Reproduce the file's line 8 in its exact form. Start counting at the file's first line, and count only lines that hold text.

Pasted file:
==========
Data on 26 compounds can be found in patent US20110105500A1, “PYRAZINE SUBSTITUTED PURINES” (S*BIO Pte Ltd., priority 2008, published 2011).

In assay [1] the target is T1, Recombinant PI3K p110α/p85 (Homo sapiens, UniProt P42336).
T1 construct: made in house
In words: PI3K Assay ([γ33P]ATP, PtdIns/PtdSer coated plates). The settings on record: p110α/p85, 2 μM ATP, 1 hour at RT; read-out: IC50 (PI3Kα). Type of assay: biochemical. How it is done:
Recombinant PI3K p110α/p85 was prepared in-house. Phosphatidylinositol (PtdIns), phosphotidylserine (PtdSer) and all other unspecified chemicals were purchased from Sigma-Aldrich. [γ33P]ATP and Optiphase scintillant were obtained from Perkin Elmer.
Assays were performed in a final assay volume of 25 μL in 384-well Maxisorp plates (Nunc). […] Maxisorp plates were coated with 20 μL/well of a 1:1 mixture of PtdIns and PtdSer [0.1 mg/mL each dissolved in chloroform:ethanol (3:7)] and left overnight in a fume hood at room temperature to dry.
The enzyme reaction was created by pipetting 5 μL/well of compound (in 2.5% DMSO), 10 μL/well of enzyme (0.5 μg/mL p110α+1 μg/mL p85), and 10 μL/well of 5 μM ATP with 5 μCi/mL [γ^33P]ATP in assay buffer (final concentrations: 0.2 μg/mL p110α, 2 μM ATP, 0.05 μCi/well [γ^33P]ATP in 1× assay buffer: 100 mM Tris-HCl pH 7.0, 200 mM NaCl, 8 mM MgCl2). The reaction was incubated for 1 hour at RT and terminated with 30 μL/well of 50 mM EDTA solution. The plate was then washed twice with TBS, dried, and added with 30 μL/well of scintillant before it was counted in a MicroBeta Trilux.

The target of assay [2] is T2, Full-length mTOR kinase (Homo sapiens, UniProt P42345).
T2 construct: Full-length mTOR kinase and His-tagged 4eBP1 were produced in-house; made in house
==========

The target of assay [2] is T2, Full-length mTOR kinase (Homo sapiens, UniProt P42345).